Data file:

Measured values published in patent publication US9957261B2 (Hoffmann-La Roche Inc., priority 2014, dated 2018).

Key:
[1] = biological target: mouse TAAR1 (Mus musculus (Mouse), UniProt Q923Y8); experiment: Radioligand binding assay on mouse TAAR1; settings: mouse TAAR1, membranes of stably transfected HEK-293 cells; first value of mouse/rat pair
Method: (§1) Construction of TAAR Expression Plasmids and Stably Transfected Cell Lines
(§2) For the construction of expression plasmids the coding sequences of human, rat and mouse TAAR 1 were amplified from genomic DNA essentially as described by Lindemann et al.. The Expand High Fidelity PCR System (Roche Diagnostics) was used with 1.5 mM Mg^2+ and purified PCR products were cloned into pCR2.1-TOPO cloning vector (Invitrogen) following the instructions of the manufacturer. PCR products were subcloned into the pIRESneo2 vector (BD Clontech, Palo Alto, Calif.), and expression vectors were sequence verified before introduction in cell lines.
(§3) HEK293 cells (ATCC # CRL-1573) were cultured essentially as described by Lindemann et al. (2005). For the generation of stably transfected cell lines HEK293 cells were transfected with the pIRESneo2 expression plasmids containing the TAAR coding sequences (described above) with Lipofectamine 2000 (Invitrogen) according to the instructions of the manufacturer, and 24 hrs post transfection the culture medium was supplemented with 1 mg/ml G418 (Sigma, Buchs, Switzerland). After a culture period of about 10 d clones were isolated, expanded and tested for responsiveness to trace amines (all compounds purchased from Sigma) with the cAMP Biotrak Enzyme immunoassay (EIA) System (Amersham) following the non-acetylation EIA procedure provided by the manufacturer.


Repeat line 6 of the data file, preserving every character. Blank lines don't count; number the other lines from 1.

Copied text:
(§3) HEK293 cells (ATCC # CRL-1573) were cultured essentially as described by Lindemann et al. (2005). For the generation of stably transfected cell lines HEK293 cells were transfected with the pIRESneo2 expression plasmids containing the TAAR coding sequences (described above) with Lipofectamine 2000 (Invitrogen) according to the instructions of the manufacturer, and 24 hrs post transfection the culture medium was supplemented with 1 mg/ml G418 (Sigma, Buchs, Switzerland). After a culture period of about 10 d clones were isolated, expanded and tested for responsiveness to trace amines (all compounds purchased from Sigma) with the cAMP Biotrak Enzyme immunoassay (EIA) System (Amersham) following the non-acetylation EIA procedure provided by the manufacturer.